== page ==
An examination of middle school students' reported knowledge of autism
Morton, Jane Ferguson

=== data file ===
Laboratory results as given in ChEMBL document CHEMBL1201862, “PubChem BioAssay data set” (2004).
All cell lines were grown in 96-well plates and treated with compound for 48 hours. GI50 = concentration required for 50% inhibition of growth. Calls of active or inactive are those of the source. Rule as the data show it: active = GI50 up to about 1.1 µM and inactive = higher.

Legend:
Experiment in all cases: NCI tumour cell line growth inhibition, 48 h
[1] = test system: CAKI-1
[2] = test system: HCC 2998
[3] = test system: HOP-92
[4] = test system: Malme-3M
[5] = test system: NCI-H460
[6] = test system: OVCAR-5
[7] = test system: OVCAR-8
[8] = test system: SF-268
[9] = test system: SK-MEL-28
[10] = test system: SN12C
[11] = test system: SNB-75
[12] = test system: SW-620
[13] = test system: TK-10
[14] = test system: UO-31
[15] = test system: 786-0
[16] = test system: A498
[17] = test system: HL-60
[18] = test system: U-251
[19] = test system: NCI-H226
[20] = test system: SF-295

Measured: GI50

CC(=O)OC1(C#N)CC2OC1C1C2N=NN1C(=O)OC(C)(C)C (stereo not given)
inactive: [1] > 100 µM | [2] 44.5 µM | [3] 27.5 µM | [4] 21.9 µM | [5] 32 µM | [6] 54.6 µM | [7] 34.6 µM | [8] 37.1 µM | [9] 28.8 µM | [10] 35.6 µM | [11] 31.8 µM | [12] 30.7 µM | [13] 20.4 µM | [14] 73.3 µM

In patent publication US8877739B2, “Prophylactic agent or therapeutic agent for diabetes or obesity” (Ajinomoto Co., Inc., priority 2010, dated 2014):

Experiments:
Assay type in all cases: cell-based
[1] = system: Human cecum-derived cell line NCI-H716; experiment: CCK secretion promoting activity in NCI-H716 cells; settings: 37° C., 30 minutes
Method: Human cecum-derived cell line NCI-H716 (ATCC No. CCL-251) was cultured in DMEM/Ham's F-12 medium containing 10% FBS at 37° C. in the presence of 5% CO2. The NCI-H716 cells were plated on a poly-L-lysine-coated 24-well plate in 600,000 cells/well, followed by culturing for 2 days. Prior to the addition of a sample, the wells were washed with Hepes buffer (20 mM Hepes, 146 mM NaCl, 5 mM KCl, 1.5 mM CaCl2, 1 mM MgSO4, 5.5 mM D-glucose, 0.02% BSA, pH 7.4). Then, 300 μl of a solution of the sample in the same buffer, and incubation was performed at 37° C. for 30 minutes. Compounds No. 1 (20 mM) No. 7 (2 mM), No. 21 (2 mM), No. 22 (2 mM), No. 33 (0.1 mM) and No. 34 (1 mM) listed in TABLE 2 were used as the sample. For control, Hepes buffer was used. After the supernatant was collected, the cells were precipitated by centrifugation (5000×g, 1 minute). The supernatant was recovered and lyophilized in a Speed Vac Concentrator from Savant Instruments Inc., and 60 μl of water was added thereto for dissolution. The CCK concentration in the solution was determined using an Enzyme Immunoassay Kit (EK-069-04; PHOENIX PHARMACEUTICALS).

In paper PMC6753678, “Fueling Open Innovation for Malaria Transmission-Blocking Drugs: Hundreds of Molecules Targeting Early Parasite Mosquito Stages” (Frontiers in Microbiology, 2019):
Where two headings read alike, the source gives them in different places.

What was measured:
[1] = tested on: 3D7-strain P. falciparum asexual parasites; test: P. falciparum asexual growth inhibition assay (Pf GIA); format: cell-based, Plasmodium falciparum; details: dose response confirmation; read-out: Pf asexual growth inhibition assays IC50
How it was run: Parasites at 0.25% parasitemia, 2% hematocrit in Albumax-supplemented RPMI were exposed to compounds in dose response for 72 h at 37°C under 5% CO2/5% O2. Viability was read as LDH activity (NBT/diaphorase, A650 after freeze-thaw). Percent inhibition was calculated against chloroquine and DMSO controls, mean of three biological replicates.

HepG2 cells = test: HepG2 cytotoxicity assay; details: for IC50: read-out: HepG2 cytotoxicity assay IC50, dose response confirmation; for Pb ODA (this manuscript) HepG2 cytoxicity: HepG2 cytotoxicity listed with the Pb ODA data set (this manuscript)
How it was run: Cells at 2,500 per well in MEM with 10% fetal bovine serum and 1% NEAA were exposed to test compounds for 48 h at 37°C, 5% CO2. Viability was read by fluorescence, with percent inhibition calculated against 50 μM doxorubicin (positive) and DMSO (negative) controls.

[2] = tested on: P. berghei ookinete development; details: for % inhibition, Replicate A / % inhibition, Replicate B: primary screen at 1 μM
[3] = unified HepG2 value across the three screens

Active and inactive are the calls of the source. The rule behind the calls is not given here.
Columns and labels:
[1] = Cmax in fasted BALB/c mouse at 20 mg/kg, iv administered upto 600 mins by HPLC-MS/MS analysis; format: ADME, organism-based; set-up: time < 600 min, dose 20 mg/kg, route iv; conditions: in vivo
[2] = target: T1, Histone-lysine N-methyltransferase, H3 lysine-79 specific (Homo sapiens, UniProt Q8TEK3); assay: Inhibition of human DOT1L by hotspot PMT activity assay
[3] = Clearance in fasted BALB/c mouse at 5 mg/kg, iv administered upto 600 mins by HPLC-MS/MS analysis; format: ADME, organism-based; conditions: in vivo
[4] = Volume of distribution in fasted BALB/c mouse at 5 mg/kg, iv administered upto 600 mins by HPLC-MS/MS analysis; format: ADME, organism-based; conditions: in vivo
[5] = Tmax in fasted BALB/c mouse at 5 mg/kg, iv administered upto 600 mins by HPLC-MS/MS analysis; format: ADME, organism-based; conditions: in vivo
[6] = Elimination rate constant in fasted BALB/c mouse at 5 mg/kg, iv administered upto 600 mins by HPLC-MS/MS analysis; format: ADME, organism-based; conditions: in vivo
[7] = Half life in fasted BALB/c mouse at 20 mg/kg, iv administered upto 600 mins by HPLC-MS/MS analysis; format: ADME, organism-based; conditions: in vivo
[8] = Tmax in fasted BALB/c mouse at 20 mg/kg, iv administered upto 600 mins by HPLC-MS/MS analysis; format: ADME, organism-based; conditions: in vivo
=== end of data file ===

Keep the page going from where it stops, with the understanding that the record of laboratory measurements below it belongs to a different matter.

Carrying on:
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Middle school students differ in their knowledge and understanding of autism. Researchers have shown that knowledge of a disability contributes to peoples’ attitudes towards those with disabilities, which in turn relates to peoples’ behaviors towards others with disabilities such as autism. Within the context of public schools, one characteristic in an inclusive classroom by which to measure the effectiveness of the inclusion process are the reported behavioral intentions and attitudes of general education students towards peers with disabilities such as autism. Increased opportunity for socialization is a hypothesized byproduct of inclusive education; however, when students express negative attitudes through their actions towards peers with autism, positive social models for the students with disabilities are less likely to occur. Therefore in the current study, 1,004 middle school students were surveyed regarding their awareness and understanding of autism. Of the 1,004 students surveyed, 471 participants reported having heard of autism and then provided a response to the open-ended question: "What is autism?" Students’ open-ended responses were coded to develop themes that represented the kinds of responses provided by students. Through systematic analysis of responses, conclusions about how middle school students describe their understanding of autism are presented. In addition, recommendations for interventions to improve attitudes towards peers with autism are outlined based on the themes identified in the analysis. The goal of the current study is to provide a more thorough understanding of the ways in which students express their knowledge of autism. By presenting an analysis of how students express their understanding of autism, I argue that findings can contribute to the development of improved intervention alternatives for general education students.